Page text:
To get that extra “R” on its name, the folks at Kawasaki have taken their already stout ZX-10R superbike, and massaged in some pretty choice engine, chassis, and electronic upgrades.

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Honda-TT-Legends-CBR1000RR

It’s the worst kept secret in the motorcycle industry right now, Honda is finally updating its superbike offering for the 2017 model year – replacing the now extremely long-in-the-tooth Honda CBR1000RR.

The interesting part of that news of course is whether that new superbike will go by the name CBR or RVF, as there is a bit of a debate regarding what kind of engine will power the Honda.

Despite whether it is an inline-four machine like the CBR1000RR, or a V4-powered beast like Honda’s MotoGP bike, the new superbike will have big shoes to fill.

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The World Superbike championship is to undergo a radical shake up. Today, the Superbike Commission, WSBK’s rule-making body, announced two major changes aimed at improving the health of the series.

The first change is the most noticeable. As predicted when the 2016 WSBK Calendar was published, World Superbike races are to be held on both Saturdays and Sundays, with Race 1 being held on Saturday, Race 2 on Sunday. This means that Superpole has now been moved to Saturday morning, rather than the afternoon.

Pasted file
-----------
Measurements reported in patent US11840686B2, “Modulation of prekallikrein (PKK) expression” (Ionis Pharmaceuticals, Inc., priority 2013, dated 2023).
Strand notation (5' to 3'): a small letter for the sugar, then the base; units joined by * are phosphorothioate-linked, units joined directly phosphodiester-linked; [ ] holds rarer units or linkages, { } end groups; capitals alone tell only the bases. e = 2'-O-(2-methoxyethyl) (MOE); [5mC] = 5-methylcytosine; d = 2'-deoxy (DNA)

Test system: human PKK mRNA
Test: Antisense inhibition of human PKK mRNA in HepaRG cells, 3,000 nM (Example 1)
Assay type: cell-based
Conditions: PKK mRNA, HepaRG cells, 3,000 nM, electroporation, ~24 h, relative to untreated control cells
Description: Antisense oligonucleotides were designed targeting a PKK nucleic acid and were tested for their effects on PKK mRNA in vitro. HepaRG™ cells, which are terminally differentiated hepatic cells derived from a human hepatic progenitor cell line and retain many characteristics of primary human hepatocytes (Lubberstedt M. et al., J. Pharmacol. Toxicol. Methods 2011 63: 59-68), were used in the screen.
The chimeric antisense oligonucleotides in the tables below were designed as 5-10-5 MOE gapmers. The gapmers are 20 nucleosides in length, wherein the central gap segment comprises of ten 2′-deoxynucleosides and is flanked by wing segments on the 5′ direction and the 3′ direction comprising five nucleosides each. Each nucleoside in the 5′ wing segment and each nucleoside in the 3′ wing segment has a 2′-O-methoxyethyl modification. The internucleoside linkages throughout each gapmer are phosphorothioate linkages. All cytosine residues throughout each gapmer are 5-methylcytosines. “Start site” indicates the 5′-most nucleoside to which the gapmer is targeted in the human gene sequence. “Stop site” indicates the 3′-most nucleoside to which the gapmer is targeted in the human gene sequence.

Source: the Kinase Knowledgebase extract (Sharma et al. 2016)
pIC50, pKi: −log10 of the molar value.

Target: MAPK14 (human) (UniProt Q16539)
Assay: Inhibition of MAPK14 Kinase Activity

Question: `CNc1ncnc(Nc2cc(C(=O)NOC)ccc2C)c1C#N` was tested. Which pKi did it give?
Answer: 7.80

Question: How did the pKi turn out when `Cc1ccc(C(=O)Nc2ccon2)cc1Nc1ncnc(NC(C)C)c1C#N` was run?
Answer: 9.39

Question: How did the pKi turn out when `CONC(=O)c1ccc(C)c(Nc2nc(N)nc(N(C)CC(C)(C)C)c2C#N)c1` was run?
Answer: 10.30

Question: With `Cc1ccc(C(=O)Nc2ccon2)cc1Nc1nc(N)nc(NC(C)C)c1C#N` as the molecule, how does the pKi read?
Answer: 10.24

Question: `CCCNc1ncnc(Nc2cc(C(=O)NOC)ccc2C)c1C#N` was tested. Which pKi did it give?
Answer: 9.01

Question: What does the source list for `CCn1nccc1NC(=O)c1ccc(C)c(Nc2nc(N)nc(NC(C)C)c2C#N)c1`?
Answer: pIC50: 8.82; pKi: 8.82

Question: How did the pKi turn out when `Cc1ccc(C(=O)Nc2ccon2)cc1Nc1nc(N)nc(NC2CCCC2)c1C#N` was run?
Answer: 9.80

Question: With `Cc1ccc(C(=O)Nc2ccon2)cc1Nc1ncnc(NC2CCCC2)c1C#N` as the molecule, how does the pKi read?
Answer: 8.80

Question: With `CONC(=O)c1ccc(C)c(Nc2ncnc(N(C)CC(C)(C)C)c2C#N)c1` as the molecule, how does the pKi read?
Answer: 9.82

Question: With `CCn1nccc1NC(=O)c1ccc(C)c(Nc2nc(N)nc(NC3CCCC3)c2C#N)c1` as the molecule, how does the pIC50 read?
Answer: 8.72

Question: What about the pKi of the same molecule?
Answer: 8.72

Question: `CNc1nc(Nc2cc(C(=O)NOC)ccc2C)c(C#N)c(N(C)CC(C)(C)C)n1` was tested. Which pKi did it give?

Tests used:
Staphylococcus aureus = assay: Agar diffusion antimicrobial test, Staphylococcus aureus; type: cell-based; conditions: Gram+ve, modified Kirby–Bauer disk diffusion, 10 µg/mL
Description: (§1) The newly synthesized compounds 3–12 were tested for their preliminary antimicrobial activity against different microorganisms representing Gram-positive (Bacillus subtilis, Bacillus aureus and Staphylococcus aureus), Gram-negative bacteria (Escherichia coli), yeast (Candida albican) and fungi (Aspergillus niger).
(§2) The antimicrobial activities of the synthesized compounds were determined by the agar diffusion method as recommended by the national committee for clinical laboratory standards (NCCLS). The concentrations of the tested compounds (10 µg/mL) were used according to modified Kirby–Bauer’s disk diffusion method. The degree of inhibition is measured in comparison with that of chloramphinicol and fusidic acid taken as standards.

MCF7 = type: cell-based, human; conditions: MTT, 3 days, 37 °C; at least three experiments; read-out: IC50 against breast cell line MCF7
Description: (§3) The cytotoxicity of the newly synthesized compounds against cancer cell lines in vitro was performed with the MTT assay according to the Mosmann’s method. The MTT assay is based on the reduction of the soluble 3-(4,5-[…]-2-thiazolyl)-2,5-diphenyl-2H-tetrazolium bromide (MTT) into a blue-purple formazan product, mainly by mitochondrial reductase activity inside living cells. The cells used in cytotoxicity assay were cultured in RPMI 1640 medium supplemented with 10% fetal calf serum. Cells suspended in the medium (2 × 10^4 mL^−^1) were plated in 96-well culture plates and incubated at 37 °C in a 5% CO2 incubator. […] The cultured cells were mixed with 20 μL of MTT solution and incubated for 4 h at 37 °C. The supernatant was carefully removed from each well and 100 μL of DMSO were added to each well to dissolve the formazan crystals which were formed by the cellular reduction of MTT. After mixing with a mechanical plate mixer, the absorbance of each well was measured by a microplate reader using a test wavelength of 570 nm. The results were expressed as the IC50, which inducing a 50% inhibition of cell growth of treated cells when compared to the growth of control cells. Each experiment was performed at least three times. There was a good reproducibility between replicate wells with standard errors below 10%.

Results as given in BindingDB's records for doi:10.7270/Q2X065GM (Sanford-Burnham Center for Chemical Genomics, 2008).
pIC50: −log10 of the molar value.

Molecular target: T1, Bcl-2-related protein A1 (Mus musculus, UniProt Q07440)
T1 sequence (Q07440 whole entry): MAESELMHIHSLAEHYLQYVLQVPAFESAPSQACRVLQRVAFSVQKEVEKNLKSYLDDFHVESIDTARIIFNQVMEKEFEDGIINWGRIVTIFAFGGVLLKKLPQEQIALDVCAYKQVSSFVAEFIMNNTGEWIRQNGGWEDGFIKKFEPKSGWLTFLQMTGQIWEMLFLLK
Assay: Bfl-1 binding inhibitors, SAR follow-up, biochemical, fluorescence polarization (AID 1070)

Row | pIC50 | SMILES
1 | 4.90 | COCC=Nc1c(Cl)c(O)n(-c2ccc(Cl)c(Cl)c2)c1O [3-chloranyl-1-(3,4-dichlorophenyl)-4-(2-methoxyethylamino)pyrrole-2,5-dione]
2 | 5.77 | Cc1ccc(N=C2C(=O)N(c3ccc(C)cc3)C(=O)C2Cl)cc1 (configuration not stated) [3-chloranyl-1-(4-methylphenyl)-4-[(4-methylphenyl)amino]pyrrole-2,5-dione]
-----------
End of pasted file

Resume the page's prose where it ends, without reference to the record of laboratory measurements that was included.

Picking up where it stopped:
The move, the Superbike Commission says, is to provide a fuller experience for fans at a WSBK weekend. The move has been made after consultation with the teams, TV broadcasters, and with circuit owners, which produced positive feedback.

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Ducati CEO Quashes Four-Cylinder Superbike Rumor

09/24/2015 @ 9:52 am, by Jensen Beeler26 COMMENTS

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Well, the fun is over. Talking to MCN, Claudio Domenicali has laid to rest any rumors about the Ducati building a four-cylinder superbike to replace the Panigale.

The news confirms what everyone already expected to be the case, as it is hard to imagine a Ducati superbike model being anything other than a v-twin, World Superbike rules be damned.

“I can confirm there is no officially confirmed project at Ducati for a four-cylinder engine to replace the Panigale V-twin,” Domenicali confirmed to MCN. “There is no Ducati four-cylinder superbike planned.”

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Updated 2016 Kawasaki Ninja ZX-10R Confirmed

09/08/2015 @ 9:56 am, by Jensen Beeler29 COMMENTS

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Kawasaki will be bringing WSBK-influenced changes to the 2016 Kawasaki Ninja ZX-10R, the company said in a press statement today, thus confirming earlier reports about a new superbike for the upcoming model year.

Kawasaki says that the new model will have a direct link to the World Superbike Championship winning machine that is being campaigned by both Jonathan Rea and Tom Sykes at the moment.

The new ZX-10R will feature a “subtle yet highly effective” change to the cowling design, in addition to new suspension and braking components, but Team Green is quick to say though, this is not a ground-up new bike from Kawasaki.